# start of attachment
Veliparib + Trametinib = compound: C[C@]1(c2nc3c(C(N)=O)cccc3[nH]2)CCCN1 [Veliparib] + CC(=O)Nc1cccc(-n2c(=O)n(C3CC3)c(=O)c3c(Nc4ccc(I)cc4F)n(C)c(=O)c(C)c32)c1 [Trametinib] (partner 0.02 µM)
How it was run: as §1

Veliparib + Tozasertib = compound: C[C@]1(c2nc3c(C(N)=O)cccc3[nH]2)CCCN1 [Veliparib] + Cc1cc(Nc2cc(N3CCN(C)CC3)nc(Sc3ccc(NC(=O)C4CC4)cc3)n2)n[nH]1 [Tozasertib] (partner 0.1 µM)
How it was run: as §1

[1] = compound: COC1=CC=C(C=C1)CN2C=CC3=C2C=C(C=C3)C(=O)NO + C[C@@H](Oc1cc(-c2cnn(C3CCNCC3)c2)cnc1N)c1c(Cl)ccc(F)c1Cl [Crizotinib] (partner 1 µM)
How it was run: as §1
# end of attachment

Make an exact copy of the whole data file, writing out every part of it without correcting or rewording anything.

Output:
Veliparib + Trametinib = compound: C[C@]1(c2nc3c(C(N)=O)cccc3[nH]2)CCCN1 [Veliparib] + CC(=O)Nc1cccc(-n2c(=O)n(C3CC3)c(=O)c3c(Nc4ccc(I)cc4F)n(C)c(=O)c(C)c32)c1 [Trametinib] (partner 0.02 µM)
How it was run: as §1

Veliparib + Tozasertib = compound: C[C@]1(c2nc3c(C(N)=O)cccc3[nH]2)CCCN1 [Veliparib] + Cc1cc(Nc2cc(N3CCN(C)CC3)nc(Sc3ccc(NC(=O)C4CC4)cc3)n2)n[nH]1 [Tozasertib] (partner 0.1 µM)
How it was run: as §1

[1] = compound: COC1=CC=C(C=C1)CN2C=CC3=C2C=C(C=C3)C(=O)NO + C[C@@H](Oc1cc(-c2cnn(C3CCNCC3)c2)cnc1N)c1c(Cl)ccc(F)c1Cl [Crizotinib] (partner 1 µM)
How it was run: as §1